Many people turn to alcohol to lift their spirits or ease their emotional pain when they feel depressed. But if you consistently rely on alcohol to improve your mood, you may be defeating your own purpose. In fact, you could actually be making your depression worse.
Alcohol is a central nervous system depressant, which slows down vital functions like respiration and circulation and impairs your neuromuscular activity. Alcohol can also have a negative effect on your moods and emotions. While you might initially feel a surge of euphoria when you sip a glass of wine or take a shot of whiskey, prolonged drinking can lead to feelings like sadness, anger, hostility and depression.
Alcohol and Depression: What’s the Link?
Does drinking cause depression, or does depression occur as a result of drinking? The medical community has debated this question for generations. According to the National Institute on Alcohol Abuse and Alcoholism, alcoholism and depression may be related in three basic ways:
- Chronic alcohol abuse may promote depression. Alcohol affects the way your brain processes serotonin and dopamine, two neurotransmitters that play an important role in regulating your moods. When levels of these neurotransmitters are disturbed, you may become depressed. Drinking alcohol on a regular basis can upset your brain chemistry, making you vulnerable to a mood disorder.
- Depression may lead to alcoholism. If you self-medicate with alcohol as a way to handle depression, you may be setting yourself up for a serious alcohol problem. Alcohol is a highly addictive substance, and continued use of this drug leads to tolerance and dependence. If you experience frequent episodes of depression and you are treating your symptoms with alcohol, you’re increasing your risk of becoming addicted.
- Both alcoholism and depression may have the same hereditary factors. Alcoholism and depression both tend to run in families, which suggests that there may be a genetic connection. This connection may be a result of natural imbalances in brain chemistry that promote both alcohol addiction and depression.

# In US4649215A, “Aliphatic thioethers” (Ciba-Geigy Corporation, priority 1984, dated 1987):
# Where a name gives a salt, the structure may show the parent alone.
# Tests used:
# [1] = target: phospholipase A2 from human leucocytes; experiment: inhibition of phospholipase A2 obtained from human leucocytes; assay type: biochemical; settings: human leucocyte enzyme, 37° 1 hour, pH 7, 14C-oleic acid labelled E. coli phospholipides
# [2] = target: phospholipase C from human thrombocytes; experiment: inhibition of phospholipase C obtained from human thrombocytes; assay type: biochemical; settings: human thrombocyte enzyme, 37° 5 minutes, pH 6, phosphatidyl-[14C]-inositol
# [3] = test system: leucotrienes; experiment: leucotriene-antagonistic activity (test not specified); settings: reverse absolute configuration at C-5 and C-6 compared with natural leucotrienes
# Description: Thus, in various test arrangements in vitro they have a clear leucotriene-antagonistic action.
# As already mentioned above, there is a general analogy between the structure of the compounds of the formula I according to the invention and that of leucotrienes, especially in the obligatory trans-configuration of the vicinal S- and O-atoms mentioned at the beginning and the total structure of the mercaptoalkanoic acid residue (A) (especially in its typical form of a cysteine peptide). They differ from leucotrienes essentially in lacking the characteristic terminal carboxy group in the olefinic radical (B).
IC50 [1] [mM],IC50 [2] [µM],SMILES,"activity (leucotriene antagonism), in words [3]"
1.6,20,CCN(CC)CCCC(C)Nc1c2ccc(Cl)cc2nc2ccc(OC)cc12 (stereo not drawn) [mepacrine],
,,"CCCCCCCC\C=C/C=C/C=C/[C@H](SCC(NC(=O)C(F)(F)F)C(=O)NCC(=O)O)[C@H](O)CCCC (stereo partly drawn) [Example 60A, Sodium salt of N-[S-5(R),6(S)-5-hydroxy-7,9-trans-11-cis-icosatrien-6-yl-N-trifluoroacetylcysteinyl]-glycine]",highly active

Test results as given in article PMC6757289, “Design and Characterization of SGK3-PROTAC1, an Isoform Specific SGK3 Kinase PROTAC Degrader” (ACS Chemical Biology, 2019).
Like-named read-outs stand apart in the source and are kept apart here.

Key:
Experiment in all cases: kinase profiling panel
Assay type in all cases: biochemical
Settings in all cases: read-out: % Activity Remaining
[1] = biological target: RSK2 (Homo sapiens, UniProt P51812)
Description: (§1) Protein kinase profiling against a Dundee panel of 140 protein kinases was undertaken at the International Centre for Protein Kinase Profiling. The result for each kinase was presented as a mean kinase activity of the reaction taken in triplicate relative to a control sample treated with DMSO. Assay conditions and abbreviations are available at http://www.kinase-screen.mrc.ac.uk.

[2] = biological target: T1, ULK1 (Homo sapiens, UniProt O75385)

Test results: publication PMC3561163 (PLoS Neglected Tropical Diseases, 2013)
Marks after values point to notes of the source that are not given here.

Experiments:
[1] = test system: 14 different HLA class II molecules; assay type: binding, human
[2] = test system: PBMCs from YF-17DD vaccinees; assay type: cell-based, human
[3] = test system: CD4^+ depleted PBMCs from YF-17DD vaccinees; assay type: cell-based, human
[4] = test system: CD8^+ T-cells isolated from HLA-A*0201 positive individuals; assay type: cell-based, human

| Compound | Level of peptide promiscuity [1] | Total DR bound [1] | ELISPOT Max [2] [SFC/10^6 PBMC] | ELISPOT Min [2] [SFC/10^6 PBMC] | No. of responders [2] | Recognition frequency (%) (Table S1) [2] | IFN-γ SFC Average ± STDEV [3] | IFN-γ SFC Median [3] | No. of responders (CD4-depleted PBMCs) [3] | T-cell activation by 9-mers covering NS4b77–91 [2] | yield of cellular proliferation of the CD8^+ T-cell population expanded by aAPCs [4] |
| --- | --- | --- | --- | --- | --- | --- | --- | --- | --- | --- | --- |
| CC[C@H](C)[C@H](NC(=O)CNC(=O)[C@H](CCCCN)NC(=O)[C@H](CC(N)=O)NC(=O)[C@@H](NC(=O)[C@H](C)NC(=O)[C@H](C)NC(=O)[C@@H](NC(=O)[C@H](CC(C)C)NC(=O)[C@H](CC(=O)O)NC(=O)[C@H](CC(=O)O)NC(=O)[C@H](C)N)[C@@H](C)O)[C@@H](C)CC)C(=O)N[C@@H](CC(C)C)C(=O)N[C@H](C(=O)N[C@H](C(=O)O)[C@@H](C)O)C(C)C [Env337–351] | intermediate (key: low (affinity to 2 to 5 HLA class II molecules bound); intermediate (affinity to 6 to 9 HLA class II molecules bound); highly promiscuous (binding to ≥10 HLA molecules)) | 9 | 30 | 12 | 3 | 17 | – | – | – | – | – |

Abstaining from alcohol may reduce your risk of developing depression. A study published in the British Journal of Psychiatry indicated that people who did not drink were less likely to become depressed or to have anxiety than those who drank heavily. In the same study, binge drinking and alcohol dependence were associated with a higher risk of being depressed. However, the study did not indicate that normal, moderate alcohol consumption was a serious risk factor for depression.
Recognizing the Signs of Depression
Depression is a mental health disorder that often goes undiagnosed, especially in people who are struggling with alcoholism. Because alcohol abuse can cause many symptoms that resemble depression, it’s easy to overlook the possibility that you may have a serious psychiatric condition as well as a problem with alcohol. Here are a few ways to recognize the signs of depression in yourself or others:
- Look for unintentional physical changes, like weight loss, weight gain or a decline in physical appearance.
- Listen for repeated statements of hopelessness, guilt, remorse or the desire to commit suicide.
- Watch for frequent episodes of heavy drinking, which often follow the onset of a depressed mood.
- Be aware of the tendency to isolate from others in order to spend more time drinking alone.
For a healthy person who has the occasional case of “the blues,” having a casual drink with friends could be an uplifting experience. But for someone who suffers from depression, heavy drinking could be life-threatening. When you’re drinking, the chances of acting on negative thoughts are much greater. You are more likely to harm yourself, either accidentally or intentionally, when you’re drunk and depressed. In addition, you’re more likely to have longer, more severe periods of depression when you drink heavily.
Help for Depression and Alcoholism
If you’re using alcohol as a medication for depression, finding real help for your problems might seem impossible. Alcoholism can make you feel hopeless, unmotivated and antisocial, making it even harder to get the treatment you need. Fortunately, both alcoholism and depression can be treated successfully through a rehab program that includes both psychosocial recovery services and medication therapy. Antidepressant medications combined with counseling, self-help groups and behavioral modification can make all the difference in the world in the way you perceive your future.
No matter how dark your days might seem at the moment, hope is available when you reach out to compassionate professionals. At Axis, we recognize the urgent need to help people who are struggling with mood disorders find help for alcoholism or drug addiction within the same recovery program. If you’re ready to make that first important phone call, we’re here to help you create the fulfilling, sober life you deserve.